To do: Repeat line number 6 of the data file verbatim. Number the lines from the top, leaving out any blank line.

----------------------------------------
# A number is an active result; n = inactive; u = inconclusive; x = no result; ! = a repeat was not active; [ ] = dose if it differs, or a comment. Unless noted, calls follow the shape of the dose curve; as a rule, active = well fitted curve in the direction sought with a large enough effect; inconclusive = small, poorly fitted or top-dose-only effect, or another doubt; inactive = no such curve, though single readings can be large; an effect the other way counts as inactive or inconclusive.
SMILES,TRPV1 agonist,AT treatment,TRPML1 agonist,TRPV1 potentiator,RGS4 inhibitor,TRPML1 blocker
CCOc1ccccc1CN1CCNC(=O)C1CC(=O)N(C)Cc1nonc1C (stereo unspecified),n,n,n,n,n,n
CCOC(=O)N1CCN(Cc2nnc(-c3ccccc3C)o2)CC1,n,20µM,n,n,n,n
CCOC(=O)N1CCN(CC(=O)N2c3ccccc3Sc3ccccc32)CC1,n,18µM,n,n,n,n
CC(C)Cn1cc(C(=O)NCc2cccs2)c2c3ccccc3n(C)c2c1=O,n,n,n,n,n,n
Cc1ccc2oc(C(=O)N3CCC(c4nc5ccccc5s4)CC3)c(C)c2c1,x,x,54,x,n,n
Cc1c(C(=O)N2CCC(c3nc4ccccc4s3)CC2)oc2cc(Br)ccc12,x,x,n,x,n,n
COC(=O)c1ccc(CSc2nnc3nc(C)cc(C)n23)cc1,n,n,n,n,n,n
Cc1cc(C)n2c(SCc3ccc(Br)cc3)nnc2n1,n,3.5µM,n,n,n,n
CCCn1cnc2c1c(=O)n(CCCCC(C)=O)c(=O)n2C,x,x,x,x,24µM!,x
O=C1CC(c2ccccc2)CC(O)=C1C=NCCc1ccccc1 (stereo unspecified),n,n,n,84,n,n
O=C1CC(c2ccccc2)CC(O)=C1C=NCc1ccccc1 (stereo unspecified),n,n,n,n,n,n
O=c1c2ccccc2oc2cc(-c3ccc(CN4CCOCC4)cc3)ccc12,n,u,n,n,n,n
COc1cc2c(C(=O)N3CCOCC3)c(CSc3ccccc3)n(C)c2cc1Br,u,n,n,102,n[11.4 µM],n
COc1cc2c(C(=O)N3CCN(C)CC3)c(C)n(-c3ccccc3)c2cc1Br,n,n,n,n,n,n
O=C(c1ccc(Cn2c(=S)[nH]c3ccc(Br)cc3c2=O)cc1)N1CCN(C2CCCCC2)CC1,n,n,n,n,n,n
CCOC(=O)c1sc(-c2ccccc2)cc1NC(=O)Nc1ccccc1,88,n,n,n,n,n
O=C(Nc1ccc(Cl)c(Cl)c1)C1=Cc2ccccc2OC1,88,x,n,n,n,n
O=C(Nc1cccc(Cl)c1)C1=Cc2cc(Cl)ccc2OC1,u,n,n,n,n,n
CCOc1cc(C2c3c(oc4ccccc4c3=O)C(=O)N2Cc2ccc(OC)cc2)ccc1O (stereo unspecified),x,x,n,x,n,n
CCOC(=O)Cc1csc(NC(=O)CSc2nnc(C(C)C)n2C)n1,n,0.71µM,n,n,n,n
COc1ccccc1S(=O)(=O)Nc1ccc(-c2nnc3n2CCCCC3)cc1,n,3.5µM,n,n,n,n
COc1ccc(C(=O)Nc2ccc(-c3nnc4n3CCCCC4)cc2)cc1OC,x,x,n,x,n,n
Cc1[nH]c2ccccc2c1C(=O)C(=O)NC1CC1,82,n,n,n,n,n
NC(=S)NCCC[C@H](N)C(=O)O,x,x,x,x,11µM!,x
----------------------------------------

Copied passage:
CC(C)Cn1cc(C(=O)NCc2cccs2)c2c3ccccc3n(C)c2c1=O,n,n,n,n,n,n